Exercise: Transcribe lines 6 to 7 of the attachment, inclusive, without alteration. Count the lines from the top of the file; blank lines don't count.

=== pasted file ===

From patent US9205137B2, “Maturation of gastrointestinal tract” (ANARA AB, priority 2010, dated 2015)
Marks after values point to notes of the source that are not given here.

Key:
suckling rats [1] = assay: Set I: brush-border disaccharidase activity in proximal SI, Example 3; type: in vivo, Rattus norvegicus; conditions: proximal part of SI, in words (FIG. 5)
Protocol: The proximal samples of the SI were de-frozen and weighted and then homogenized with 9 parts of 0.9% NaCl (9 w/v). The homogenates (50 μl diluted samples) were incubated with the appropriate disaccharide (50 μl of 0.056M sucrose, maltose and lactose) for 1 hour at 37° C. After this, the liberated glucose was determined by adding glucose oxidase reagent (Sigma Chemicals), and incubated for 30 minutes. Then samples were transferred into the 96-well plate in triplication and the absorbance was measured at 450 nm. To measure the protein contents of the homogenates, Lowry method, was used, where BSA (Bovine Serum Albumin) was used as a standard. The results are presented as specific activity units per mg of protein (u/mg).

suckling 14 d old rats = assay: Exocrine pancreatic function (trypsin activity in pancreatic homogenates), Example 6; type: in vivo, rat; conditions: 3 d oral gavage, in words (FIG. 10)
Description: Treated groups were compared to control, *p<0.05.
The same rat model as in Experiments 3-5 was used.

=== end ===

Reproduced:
suckling 14 d old rats = assay: Exocrine pancreatic function (trypsin activity in pancreatic homogenates), Example 6; type: in vivo, rat; conditions: 3 d oral gavage, in words (FIG. 10)
Description: Treated groups were compared to control, *p<0.05.